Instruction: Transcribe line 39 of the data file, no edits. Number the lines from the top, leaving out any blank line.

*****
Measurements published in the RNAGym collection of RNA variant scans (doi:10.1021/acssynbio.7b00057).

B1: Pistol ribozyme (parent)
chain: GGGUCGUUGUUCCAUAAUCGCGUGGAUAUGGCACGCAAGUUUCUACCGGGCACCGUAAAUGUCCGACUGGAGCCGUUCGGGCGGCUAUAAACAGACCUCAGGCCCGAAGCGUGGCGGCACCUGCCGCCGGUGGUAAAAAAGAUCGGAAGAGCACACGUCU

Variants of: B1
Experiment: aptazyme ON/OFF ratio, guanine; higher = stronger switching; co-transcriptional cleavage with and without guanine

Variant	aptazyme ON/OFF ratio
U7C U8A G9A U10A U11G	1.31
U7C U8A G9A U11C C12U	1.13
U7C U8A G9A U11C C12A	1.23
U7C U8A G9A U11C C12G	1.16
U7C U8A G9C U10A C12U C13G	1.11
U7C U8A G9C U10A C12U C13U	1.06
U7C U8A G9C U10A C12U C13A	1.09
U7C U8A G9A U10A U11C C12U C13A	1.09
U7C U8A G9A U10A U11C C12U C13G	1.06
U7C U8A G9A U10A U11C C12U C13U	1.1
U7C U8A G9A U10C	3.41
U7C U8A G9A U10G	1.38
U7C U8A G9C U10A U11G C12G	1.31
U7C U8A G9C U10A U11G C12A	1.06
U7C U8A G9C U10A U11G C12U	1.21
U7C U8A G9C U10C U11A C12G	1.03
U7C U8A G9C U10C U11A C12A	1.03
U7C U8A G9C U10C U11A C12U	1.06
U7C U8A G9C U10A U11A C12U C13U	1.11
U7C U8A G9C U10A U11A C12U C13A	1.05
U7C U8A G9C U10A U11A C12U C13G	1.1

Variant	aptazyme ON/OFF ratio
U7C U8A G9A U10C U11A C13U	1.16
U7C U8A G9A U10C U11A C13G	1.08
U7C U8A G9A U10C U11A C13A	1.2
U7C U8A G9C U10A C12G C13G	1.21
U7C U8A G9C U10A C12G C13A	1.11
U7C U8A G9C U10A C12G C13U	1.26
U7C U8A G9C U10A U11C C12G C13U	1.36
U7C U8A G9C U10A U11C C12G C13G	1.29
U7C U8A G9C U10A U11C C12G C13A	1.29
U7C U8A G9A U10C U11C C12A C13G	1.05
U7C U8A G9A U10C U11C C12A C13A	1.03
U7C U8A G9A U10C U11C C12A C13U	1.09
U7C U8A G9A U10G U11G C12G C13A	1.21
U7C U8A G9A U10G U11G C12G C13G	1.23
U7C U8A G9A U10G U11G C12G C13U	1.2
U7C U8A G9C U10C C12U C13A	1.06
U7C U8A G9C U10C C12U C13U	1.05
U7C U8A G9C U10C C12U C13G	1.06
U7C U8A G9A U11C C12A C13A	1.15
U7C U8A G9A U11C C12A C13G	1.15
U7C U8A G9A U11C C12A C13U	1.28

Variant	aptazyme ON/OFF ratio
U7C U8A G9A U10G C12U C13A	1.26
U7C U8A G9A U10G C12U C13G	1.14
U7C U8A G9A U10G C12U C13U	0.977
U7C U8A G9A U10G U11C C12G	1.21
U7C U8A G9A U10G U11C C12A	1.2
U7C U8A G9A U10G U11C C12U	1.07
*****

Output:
U7C U8A G9A U10C U11C C12A C13A	1.03